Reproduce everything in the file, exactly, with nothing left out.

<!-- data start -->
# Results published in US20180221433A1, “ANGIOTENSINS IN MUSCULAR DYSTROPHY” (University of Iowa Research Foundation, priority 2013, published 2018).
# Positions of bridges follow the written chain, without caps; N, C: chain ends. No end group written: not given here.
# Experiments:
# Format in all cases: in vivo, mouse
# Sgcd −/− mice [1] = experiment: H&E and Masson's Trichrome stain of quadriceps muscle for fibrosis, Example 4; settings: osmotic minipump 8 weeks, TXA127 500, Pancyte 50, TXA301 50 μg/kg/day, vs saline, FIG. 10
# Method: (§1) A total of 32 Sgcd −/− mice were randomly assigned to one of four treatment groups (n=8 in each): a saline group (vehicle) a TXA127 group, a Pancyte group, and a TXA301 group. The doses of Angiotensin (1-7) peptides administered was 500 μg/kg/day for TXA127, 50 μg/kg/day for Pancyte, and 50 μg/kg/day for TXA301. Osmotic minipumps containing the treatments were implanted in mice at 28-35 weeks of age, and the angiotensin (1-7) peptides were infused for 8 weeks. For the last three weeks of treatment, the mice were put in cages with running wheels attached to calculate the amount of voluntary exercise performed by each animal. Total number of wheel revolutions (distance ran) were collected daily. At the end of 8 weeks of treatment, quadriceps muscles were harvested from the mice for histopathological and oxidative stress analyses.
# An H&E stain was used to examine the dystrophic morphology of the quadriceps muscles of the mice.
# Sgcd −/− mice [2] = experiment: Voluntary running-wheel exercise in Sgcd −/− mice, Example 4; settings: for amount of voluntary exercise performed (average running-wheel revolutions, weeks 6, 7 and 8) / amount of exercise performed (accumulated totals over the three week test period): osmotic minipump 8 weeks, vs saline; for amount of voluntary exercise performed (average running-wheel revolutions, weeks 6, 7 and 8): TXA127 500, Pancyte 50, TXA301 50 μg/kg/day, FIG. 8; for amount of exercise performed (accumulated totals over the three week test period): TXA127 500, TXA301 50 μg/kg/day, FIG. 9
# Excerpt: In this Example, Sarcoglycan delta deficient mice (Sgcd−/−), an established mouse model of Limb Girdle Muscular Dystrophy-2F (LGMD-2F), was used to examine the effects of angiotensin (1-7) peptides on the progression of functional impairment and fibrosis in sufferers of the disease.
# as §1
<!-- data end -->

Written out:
# Results published in US20180221433A1, “ANGIOTENSINS IN MUSCULAR DYSTROPHY” (University of Iowa Research Foundation, priority 2013, published 2018).
# Positions of bridges follow the written chain, without caps; N, C: chain ends. No end group written: not given here.
# Experiments:
# Format in all cases: in vivo, mouse
# Sgcd −/− mice [1] = experiment: H&E and Masson's Trichrome stain of quadriceps muscle for fibrosis, Example 4; settings: osmotic minipump 8 weeks, TXA127 500, Pancyte 50, TXA301 50 μg/kg/day, vs saline, FIG. 10
# Method: (§1) A total of 32 Sgcd −/− mice were randomly assigned to one of four treatment groups (n=8 in each): a saline group (vehicle) a TXA127 group, a Pancyte group, and a TXA301 group. The doses of Angiotensin (1-7) peptides administered was 500 μg/kg/day for TXA127, 50 μg/kg/day for Pancyte, and 50 μg/kg/day for TXA301. Osmotic minipumps containing the treatments were implanted in mice at 28-35 weeks of age, and the angiotensin (1-7) peptides were infused for 8 weeks. For the last three weeks of treatment, the mice were put in cages with running wheels attached to calculate the amount of voluntary exercise performed by each animal. Total number of wheel revolutions (distance ran) were collected daily. At the end of 8 weeks of treatment, quadriceps muscles were harvested from the mice for histopathological and oxidative stress analyses.
# An H&E stain was used to examine the dystrophic morphology of the quadriceps muscles of the mice.
# Sgcd −/− mice [2] = experiment: Voluntary running-wheel exercise in Sgcd −/− mice, Example 4; settings: for amount of voluntary exercise performed (average running-wheel revolutions, weeks 6, 7 and 8) / amount of exercise performed (accumulated totals over the three week test period): osmotic minipump 8 weeks, vs saline; for amount of voluntary exercise performed (average running-wheel revolutions, weeks 6, 7 and 8): TXA127 500, Pancyte 50, TXA301 50 μg/kg/day, FIG. 8; for amount of exercise performed (accumulated totals over the three week test period): TXA127 500, TXA301 50 μg/kg/day, FIG. 9
# Excerpt: In this Example, Sarcoglycan delta deficient mice (Sgcd−/−), an established mouse model of Limb Girdle Muscular Dystrophy-2F (LGMD-2F), was used to examine the effects of angiotensin (1-7) peptides on the progression of functional impairment and fibrosis in sufferers of the disease.
# as §1